The whirlwind of an election campaign is a strange mix of frenetic chaos and soothing mundanity. The beginning of my week began as the previous day did and the following day will be the same. Like a baby on a mealtime routine, we do a morning door-knocking session, lunchtime door-knocking session and teatime door-knocking session. We assemble, knock, chat, record, repeat.
The variation on each day comes from the people we meet. My constituency has both inner-city grit and suburban sprawl, so no two days are the same on the doorstep. This week I’ve been given gardening tips from a resident who offered me armfuls of fresh rosemary (though this was kind, it made me look a little like a travelling apothecary as I continued along the street). I also received a huge cactus from a constituent and five days later I am still picking the tiny barbed hairs out of my right arm. It must be a Lib Dem succulent.
I’ve comforted desperate people in tears on the doorstep who are at the end of their tether living in overcrowded situations. I’ve measured potholes, called the police out to ticket cars blocking the pavements, I’ve videoed and photographed people fly-tipping to get evidence to throw the book at them. My life on the doorstep is a bit like being a social worker-cum-vigilante. If it all goes belly up on 8 June I may write a comic series.
Politics is of less interest to people than their immediate needs. I can’t say that any of the messaging that national parties are plugging has been used on the doorstep. “Don’t know” could win by a landslide if it stood a candidate.
In the down period between street sessions I return to the office, see my constituents who need help, and catch up on my work. Just because I’m not officially an MP at the moment doesn’t mean my job stops. This week I teamed up with a frequent partner in crime, Mr Foley – the head teacher of one of my local primary schools – after a little girl who is an asylum-seeker in my constituency was moved at a day’s notice to Bradford. She was removed from a school where she has settled and is thriving, and has been a pupil for two years. We sprang into action but initially the Home Office basically said “tough luck”. There’s a reason Theresa May’s buzzwords aren’t kind and human. We didn’t back down; we used our voices – both Mr Foley and I got ourselves in the papers and on the airwaves. It worked. The day after the family were taken to Bradford, they were told that soon they would be able to return to Birmingham and the girl would be back at school within a few weeks.
Words as weapons
I get a lot of criticism for being gobby. The fact that I have a profile and a following is the central plank of my Lib Dem opponent’s campaign for the general election. Apparently I should keep quiet and stay off the telly, according to the Lib Dems. Yet my opponent is a man who nominated himself for a tabloid “Love Rat of the Year” gong, presumably because it was good for his constituents and because he wasn’t desperate for attention from the media or anything like that. Having a profile as an MP is a good thing. It means that my voice has reach. My words become weapons deployed for my constituents. Mr Foley and I saved that little girl because we were able to get the story covered. Damn the mainstream media for highlighting bad practice and helping to change things.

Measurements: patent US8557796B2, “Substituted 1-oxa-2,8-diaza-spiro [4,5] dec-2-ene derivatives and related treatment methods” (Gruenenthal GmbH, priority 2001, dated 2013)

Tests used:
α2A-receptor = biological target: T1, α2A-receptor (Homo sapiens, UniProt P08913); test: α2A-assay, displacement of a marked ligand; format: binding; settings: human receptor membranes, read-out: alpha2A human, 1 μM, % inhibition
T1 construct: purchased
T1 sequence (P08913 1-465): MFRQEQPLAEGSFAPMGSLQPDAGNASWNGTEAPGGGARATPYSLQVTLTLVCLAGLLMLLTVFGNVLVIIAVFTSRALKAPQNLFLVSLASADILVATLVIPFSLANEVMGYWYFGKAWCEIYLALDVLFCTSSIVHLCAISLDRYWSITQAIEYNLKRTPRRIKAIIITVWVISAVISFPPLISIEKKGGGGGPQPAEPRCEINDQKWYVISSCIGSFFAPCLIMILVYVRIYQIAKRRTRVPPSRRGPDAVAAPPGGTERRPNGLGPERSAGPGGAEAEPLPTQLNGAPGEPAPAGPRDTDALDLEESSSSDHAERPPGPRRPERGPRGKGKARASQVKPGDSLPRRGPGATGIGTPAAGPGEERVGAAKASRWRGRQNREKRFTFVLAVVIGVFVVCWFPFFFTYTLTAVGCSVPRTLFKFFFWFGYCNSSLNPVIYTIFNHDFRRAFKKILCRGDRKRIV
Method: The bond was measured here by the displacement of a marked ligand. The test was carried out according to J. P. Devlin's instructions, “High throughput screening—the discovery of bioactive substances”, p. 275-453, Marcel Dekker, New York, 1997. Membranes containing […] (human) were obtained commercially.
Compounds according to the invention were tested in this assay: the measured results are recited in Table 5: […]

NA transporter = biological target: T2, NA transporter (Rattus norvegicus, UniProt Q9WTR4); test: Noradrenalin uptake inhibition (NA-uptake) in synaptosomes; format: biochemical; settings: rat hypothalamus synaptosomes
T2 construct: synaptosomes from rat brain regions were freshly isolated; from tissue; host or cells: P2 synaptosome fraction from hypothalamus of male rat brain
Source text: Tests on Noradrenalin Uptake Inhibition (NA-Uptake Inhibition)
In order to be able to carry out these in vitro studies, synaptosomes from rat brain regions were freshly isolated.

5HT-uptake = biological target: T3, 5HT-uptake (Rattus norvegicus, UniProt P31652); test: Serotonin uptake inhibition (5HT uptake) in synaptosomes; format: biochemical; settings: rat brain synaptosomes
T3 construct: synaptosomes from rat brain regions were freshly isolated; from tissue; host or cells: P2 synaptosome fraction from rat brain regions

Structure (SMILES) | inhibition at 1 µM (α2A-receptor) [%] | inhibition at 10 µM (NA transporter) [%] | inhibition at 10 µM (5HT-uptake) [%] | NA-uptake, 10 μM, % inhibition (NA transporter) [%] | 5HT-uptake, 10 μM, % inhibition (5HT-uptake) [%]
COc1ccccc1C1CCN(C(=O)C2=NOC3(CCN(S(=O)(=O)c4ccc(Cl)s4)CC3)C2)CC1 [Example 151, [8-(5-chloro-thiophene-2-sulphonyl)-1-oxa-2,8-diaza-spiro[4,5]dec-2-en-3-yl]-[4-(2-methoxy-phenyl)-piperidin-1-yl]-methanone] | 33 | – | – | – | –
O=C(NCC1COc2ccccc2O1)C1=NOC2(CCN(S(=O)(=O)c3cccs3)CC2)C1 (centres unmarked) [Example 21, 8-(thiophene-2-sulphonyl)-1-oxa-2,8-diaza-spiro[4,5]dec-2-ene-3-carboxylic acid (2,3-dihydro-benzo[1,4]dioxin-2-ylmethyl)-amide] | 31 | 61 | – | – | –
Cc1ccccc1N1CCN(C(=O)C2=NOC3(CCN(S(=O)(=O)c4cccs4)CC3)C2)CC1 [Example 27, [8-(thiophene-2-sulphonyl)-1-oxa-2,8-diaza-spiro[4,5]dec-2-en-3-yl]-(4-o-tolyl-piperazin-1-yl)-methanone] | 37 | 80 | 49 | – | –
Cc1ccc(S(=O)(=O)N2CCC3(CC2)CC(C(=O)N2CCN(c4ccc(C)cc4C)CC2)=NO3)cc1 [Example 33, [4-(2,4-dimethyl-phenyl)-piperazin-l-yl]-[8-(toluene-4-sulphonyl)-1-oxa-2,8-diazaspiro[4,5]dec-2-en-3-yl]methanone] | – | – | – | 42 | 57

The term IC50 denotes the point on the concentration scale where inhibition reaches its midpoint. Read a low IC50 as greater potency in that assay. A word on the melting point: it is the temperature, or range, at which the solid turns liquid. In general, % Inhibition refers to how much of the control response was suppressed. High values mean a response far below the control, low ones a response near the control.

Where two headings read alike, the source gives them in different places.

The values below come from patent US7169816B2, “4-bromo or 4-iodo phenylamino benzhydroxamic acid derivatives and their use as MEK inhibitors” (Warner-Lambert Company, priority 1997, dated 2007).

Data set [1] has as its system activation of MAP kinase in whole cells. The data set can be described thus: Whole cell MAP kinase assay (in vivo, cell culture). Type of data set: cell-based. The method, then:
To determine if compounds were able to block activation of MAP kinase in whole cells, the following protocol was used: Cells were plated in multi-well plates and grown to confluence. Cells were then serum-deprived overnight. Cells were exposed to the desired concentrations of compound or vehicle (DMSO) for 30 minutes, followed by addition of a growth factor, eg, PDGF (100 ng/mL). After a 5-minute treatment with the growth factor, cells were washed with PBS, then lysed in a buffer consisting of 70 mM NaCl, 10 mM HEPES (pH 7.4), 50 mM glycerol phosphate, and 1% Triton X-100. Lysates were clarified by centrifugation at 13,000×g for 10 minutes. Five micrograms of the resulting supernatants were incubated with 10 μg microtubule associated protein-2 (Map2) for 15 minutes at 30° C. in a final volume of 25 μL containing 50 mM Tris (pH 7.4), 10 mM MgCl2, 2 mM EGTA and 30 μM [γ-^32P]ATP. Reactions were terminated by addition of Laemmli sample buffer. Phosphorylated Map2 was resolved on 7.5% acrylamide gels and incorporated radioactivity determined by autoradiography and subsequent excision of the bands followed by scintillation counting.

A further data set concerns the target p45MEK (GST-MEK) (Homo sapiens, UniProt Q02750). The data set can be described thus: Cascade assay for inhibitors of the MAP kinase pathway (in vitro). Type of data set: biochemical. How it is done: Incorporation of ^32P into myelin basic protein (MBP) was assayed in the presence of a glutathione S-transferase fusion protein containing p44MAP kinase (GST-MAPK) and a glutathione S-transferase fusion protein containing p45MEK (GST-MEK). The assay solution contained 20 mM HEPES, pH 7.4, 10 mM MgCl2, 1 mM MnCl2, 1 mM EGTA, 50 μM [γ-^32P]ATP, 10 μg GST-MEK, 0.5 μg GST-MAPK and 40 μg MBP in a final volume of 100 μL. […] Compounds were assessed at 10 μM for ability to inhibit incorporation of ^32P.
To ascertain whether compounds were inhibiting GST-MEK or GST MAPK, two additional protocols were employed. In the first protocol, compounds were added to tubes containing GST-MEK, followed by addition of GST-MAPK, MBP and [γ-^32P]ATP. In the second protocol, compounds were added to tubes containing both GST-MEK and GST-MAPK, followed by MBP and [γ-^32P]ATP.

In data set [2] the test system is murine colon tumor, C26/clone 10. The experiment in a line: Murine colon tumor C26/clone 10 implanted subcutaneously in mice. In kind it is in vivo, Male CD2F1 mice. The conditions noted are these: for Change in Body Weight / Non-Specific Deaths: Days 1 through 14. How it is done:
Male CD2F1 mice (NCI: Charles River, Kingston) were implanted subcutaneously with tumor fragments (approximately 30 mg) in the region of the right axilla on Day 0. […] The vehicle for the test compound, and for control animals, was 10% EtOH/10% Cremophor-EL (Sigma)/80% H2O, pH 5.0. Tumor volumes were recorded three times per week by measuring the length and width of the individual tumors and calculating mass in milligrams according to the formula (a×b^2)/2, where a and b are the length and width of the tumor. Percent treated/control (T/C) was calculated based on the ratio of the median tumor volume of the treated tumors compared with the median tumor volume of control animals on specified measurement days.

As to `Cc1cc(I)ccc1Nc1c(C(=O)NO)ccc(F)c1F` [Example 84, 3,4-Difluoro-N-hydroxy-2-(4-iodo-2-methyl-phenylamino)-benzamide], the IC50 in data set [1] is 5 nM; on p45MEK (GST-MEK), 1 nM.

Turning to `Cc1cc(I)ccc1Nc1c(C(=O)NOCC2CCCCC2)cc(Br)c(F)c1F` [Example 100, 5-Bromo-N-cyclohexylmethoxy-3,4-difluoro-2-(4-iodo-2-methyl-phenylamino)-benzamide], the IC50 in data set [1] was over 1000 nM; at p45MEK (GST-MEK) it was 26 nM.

On the front line
I’m a fan of the free press and understand the importance of having decent public-service broadcasters, but when they visit you on the campaign trail it can be a bit of a challenge. In Birmingham Yardley this week, we had cameras from the Guardian, and the Peter Pan of politics himself, Owen Jones. There was also Emily Maitlis and the Newsnight crew, and a number of photographers and magazines come along to get views from the front line. I don’t know how any journalist ever gets a civilian’s opinion – I watched the most gregarious constituents who’d happily chatted with me turn to shy wallflowers once the cameras were on.
Manifesto déjà vu
The office is absolutely jam-packed with people at the moment. The delightful buzz and excitement of an election campaign are hard to beat. Every week, hundreds of people walk through, and this has taken its toll on the facilities. This week our toilet, which was dodgy when five of us used it, has, like the Labour Party, sprung a leak. I kid you not: dodgy plumbing has come up on the doorstep more times than manifestos.
The leak of the Labour manifesto I think has been good, as it allowed the conversations (online and among the political class) to be about ideals rather than personalities. Of the three people who mentioned it on the doorstep (bear in mind we speak to thousands of people a week), it has a 100 per cent success rate. I realise that this poll will probably now be used in some fake news purveying blog to prove that Labour will win by a landslide. I like most of the manifesto, though it seems none too dissimilar to the one I stood on in 2015.
The geopolitical event of the week was Eurovision. A load of Labour activists came back to my house to join in the camp delights. Some tolerated only the first two songs and instead decided that playing obscure brick-sorting games with my eight-year-old son was a preferable way to spend the evening. The absolute philistines.
I love Eurovision; I always have. I thought the Portuguese entry was rubbish and wholly unmemorable save for the stupid man bun of the star. That he won the jury votes was tolerable but when he bagged the public vote I was left once again flabbergasted by public opinion. Democracy – it’s a funny old game.
Jess Phillips is the Labour candidate for Birmingham Yardley
This article appears in the 17 May 2017 issue of the New Statesman, Age of Lies